10
GNU/Linux Discussion / Re: Gnome desktop - my frustration
« on: January 10, 2018, 06:38:04 am »
Did you tried Fedora or OpenSuse???

Also remember this, you're not quit correct with your opinion about Ubuntu 17.10. It's correctto say that 17.10 is a "ïn-between" Ubuntu version but it doesn't mean it is completly buggy. One factor that makes your operating system buggy is your desktop system or laptop. If you are using hardware which contains some small (factory production) mistakes/errors/issues, (as example faulty condenser on your motherboard or a badly produced not dectected hard drive) this will have it's own affect on the operating system as well. With Ubuntu it is better to wait for the LTS version since this version will be supported for a couple of years giving the developers time to resolve issues.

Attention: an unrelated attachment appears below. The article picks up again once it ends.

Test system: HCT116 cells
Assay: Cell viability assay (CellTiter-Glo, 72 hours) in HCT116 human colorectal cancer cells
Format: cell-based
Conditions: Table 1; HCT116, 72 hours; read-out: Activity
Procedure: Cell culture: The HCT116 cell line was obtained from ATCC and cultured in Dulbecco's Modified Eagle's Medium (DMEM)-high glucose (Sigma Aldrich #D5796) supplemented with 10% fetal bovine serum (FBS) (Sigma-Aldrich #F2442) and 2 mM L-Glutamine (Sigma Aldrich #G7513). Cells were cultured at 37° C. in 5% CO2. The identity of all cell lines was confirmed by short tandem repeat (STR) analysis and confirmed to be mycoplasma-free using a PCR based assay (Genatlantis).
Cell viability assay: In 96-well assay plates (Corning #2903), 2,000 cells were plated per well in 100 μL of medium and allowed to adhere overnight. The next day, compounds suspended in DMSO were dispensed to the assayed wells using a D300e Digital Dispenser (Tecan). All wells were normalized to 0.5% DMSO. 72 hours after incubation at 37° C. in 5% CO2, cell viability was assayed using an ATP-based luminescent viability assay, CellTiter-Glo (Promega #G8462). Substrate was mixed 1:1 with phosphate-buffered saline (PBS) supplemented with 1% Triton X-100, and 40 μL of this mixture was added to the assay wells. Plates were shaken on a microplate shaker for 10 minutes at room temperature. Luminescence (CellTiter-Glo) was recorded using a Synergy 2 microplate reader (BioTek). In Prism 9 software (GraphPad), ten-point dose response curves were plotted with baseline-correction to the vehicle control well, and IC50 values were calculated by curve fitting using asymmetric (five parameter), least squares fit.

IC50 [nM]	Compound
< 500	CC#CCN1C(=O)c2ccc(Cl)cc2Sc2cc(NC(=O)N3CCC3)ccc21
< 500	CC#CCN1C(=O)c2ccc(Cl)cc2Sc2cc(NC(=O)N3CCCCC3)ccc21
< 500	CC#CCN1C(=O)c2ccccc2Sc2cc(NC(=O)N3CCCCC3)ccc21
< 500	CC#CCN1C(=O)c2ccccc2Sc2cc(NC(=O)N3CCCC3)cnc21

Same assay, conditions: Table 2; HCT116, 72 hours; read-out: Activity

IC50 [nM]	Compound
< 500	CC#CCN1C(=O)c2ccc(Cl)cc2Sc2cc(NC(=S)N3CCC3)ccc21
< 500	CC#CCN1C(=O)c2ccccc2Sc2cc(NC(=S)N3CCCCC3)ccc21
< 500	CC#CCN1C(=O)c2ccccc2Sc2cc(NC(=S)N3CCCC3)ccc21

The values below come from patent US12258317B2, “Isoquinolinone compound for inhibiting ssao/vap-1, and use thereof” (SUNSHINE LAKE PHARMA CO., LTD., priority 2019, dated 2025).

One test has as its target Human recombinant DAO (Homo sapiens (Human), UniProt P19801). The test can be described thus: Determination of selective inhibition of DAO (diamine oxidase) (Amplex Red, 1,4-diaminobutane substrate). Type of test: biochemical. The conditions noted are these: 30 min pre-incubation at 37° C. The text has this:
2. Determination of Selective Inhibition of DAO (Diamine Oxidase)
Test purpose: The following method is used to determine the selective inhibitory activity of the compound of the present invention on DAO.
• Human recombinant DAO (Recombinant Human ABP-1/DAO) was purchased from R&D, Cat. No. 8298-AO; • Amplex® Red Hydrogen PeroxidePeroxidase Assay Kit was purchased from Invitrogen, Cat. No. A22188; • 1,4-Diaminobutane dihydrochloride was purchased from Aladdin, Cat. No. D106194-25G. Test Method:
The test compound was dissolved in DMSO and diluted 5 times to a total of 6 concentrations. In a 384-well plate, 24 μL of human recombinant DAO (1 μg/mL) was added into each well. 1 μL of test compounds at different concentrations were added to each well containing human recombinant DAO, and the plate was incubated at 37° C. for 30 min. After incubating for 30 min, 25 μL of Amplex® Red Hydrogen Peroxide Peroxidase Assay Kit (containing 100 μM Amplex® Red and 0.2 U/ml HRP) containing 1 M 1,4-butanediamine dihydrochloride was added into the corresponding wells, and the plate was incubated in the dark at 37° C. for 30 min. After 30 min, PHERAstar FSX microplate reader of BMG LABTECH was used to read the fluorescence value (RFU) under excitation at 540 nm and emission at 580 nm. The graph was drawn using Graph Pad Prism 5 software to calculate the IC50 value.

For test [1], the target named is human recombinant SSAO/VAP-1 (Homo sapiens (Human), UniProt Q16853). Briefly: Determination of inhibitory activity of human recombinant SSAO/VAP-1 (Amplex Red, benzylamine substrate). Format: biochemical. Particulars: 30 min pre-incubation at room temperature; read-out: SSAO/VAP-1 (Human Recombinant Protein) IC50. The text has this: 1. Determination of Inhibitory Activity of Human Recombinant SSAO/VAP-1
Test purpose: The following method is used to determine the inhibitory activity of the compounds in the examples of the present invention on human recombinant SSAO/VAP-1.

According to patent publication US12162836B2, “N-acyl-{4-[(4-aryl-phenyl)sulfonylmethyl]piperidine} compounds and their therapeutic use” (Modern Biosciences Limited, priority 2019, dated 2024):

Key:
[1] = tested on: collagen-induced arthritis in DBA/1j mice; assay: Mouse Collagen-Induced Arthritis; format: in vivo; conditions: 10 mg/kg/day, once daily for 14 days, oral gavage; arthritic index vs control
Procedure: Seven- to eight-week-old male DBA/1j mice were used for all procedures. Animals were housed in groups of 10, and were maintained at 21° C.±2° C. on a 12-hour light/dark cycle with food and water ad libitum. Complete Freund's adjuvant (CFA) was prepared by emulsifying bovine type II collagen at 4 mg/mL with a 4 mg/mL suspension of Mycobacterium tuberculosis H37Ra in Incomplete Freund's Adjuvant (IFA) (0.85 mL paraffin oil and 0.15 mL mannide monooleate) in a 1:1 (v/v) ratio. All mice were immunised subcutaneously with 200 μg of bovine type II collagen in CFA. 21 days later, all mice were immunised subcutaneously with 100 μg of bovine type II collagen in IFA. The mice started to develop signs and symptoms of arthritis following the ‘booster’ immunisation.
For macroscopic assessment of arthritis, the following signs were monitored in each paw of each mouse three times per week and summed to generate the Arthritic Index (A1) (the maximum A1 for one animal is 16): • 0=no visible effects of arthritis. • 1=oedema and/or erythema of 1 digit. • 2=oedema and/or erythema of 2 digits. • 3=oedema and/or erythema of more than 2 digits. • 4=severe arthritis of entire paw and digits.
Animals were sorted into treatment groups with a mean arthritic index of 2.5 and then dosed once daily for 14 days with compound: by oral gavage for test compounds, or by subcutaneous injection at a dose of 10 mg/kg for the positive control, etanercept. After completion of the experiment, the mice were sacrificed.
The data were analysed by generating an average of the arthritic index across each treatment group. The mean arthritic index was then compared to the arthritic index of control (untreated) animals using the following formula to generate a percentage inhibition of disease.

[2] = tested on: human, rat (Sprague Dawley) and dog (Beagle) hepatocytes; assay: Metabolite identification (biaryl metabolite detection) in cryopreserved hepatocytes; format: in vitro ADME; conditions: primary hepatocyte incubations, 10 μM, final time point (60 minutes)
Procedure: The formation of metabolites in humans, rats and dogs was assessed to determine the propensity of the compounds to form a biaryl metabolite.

11
Yes, I guess it would be the same.  Dutch and Afrikaans are so similar.  Afrikaans has a heavier German influence though.
No, not really much German influences. Afrikaans has its roots in the Dutch language, to be more precise some several 17th century Dutch dialects. Afrikaans has been under influences of some local dialects and the French and Malaysian language and later when South-Africa became an English colony the Afrikaans was influenced by the English language ;)

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I like the word, Gezellig.  I wonder if German has such a word too.   The two languages must be very closely related.
Yes there is: gemütlich ;)

The Dutch language and German language West-Germanic languages which uses lots of words that mean the same or are similar. In the dialects spoken in the Northern part of Holland you will find more similarity and same usage of the same words. Check here for more explanation: http://en.wikipedia.org/wiki/West_Germanic_languages





12